Explain a Bitcoin hash to Me Like I m Five

Bitcoin mining algorithm example

Bitcoin Mining / March 24, 2019

  • Step 0 - Retrieve the hash of the previous block from the network.
  • Step 1 - Gather a list of potential transactions known as a "block". This list of transactions comes from the peer-to-peer bitcoin network.
  • Step 2 - Calculate a hash for a block of potential transactions along with a random number.
  • Step 3 - If the hash is more than the currently set difficulty level, then you have mined that block. If not, start over from Step 1. Any additions to the list of transactions from step 1 along with change in the random number from Step 2 mean that there's a chance that the criterion will be met in the next go around.

From a programmers view, the pseudo code might look something like this:

P := The hash of the previously mined block B := A block of transactions H := A hash function D := Difficulty Level 0 Retreive P 1 Construct/Modify B 2 IF H(P, B, Some Random Number) > D END 3 GOTO 1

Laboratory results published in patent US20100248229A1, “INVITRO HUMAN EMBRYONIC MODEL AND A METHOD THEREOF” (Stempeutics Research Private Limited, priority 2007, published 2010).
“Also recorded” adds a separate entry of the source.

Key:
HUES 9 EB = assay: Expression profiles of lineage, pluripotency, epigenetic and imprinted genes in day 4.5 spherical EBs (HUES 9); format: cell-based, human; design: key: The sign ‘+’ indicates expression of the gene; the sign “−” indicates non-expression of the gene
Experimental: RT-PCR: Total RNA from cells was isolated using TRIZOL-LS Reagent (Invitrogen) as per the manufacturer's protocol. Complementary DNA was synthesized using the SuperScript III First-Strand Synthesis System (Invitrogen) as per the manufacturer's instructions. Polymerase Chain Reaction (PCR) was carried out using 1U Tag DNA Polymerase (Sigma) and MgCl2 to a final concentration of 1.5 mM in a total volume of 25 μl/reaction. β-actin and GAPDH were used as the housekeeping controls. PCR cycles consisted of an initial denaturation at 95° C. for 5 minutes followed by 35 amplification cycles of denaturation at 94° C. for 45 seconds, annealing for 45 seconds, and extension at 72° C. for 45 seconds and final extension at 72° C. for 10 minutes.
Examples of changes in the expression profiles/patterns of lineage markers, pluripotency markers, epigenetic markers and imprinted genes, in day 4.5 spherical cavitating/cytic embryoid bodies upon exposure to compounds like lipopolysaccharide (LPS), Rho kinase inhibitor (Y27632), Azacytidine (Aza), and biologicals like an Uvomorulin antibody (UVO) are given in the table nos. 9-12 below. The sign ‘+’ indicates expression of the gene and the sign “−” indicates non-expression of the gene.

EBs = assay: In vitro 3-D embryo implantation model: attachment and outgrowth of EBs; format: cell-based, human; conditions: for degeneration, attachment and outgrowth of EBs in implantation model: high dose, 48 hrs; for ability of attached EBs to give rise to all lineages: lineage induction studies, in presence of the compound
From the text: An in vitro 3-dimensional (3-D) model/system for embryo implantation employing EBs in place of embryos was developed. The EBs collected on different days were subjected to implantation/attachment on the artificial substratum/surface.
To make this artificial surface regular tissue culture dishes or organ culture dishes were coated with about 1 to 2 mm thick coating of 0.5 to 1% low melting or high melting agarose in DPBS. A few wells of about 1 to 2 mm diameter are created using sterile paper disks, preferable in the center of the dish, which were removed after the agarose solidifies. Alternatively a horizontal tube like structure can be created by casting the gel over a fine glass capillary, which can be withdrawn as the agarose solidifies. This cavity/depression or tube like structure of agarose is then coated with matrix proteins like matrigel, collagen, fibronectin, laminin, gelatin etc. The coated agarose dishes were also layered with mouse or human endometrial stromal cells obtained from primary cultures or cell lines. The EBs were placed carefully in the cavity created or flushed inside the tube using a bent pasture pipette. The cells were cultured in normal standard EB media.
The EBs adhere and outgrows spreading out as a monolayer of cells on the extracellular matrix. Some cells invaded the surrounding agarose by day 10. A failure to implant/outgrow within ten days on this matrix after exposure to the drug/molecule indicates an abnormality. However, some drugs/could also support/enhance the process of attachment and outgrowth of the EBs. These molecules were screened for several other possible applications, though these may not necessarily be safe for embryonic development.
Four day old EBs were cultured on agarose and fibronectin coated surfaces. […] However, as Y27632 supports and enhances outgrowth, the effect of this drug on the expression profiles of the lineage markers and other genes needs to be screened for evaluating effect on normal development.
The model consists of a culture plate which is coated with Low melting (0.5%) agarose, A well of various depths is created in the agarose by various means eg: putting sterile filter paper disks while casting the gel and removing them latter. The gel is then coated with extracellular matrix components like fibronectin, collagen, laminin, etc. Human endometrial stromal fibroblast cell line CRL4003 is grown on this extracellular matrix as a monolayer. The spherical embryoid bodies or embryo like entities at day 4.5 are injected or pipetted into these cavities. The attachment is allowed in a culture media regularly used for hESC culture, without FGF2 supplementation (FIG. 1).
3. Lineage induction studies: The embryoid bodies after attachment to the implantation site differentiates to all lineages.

I should warn you that there are a few inaccuracies in that description, but for the most part, that should be good enough. And here are a few more useful clarifications:

What's a hash?

A hash is a function that converts data into a number within a certain range. The hash has the property that knowing it's output is essentially unpredictable (within the given range). The specific hash function used for bitcoin mining is SHA256 applied twice.

How does the difficulty level work?

This unpredictable nature of the hash function means that putting in random data (the transaction + the random number) will essentially produce a random number within a certain range. Further restricting the range of the desired output affects how likely one is to find it in a single round. This creates a way to probabilisticly determine how often a solution will be found based on the number of times the algorithm can be run on the network. Specifically, when you hear the term Gigahashes or Terrahashes, this refers to the number of times step 3 can be run. As the number of hashes per second across the entire network grows, the network automatically raises the difficulty such that a solution will be found within about 10 minutes.

Source: bitcoin.stackexchange.com